Louvre closed over coronavirus concerns, leaving blindsided visitors freezing outside
To be fair to the museum, they were themselves apparently caught off guard by “ministerial instructions transmitted by the competent authorities,” as a statement explained, prompting the museum to remain closed on Sunday. Three hours after the announcement, the museum said that it would not open at all on March 1, and left people in the dark regarding Monday.
The Louvre Museum cannot open today, Sunday March 1st.We invite you to write to Assistanceemail@example.com for a refund for any entrance tickets for today. We apologize for any inconvenience and will keep you informed of developments. pic.twitter.com/kRbaUtbKg0— Musée du Louvre (@MuseeLouvre) March 1, 2020
The closure drew quite a few snickering comments online, as people responded with pictures of masterpieces with medical masks.
But the hundreds of people stuck outside in the cold were not so amused. Many initially thought the long line may have been due to one of France’s notorious strikes. Later complaints targeted the failure to communicate what was going on.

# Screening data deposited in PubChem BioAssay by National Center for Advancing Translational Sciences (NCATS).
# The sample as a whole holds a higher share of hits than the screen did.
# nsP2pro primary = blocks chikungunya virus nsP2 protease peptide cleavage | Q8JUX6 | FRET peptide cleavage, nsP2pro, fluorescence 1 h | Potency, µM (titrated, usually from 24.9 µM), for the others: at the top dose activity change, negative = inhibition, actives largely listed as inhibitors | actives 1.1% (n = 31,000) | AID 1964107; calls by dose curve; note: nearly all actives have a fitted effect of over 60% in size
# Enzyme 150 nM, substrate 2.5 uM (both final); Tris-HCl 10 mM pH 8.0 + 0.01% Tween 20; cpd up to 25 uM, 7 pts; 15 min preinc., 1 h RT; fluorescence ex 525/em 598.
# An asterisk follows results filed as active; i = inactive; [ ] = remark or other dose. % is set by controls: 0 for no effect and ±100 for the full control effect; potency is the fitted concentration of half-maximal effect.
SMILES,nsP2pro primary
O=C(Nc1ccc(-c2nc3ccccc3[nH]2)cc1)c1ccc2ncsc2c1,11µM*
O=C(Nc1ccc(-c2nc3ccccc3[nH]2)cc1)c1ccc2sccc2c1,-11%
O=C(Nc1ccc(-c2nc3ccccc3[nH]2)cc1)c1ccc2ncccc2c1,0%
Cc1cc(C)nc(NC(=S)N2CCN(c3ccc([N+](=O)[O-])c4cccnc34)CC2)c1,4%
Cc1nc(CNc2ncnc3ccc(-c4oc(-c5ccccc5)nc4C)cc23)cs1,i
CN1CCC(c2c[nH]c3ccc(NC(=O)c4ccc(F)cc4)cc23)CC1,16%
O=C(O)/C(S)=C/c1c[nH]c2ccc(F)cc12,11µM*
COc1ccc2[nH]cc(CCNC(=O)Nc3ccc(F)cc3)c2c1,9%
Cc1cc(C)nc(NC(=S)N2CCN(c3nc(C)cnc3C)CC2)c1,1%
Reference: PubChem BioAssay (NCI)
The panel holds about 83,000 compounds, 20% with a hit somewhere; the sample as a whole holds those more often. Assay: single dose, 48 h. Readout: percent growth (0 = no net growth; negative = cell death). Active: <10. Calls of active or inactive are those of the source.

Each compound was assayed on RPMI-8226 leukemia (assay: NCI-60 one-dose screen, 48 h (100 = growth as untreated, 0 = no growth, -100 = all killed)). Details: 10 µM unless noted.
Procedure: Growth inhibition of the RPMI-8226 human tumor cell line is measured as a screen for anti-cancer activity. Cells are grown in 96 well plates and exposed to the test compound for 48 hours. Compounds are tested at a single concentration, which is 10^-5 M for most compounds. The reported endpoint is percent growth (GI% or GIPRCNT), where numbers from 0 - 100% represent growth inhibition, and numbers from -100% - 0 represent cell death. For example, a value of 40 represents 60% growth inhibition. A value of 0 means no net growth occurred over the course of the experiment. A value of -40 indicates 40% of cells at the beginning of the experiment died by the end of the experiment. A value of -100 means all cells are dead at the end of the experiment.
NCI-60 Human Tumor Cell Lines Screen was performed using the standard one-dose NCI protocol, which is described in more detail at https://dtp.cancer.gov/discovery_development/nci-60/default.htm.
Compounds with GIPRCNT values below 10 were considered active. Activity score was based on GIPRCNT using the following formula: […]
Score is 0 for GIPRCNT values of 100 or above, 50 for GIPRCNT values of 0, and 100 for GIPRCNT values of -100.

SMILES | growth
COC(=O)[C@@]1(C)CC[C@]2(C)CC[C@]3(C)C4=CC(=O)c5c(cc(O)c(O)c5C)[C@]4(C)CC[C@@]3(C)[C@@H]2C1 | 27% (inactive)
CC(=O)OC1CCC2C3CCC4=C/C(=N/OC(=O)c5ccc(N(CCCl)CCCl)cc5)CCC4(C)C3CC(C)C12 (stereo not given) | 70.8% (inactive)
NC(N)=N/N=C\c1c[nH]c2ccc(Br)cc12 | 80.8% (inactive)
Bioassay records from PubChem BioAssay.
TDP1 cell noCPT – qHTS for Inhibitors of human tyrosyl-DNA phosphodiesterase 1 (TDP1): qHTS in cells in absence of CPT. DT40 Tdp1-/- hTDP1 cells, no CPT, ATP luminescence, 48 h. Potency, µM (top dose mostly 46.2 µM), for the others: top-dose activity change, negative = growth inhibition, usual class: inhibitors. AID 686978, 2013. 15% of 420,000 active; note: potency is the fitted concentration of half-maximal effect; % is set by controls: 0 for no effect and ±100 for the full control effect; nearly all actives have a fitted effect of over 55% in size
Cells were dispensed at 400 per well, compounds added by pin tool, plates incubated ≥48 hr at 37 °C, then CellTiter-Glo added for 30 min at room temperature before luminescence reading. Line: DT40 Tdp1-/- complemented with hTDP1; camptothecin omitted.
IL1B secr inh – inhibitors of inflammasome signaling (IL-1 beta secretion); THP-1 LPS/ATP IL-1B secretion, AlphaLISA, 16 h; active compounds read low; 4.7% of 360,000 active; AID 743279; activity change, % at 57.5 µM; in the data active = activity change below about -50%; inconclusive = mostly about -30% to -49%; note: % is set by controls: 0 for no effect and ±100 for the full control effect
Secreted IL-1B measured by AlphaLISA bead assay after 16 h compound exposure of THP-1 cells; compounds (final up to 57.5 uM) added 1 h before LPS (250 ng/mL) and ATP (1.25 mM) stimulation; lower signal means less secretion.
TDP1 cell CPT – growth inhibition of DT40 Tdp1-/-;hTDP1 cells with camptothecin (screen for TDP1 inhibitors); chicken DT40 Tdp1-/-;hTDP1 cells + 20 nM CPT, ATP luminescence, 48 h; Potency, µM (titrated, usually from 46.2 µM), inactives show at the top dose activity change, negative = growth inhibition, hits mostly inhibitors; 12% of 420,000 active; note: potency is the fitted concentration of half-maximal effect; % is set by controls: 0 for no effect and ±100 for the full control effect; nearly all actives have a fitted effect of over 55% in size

Longue file d'attente au Louvre. Musée toujours fermé pour l'instant (10h). Pas d'annonce officielle mais apparemment, à l'intérieur, assemblée générale du personnel pour décider s'il faut ouvrir à cause du #coronaviruspic.twitter.com/fFrR3o1e5a— Anthony Morel (@AnthonyMorel) March 1, 2020
The Louvre is France’s biggest tourist attraction, so it’s safe to assume that many of the people affected were foreign tourists whose holiday plans were disrupted by the response to the epidemic.
France has around 100 confirmed cases of the infection, including at least two that ended in death.
On Saturday, the government announced a ban on mass gatherings of more than 5,000 people, hoping it would help stop the spread of the Covid-19 coronavirus. The Louvre receives around 15,000 visitors a day.
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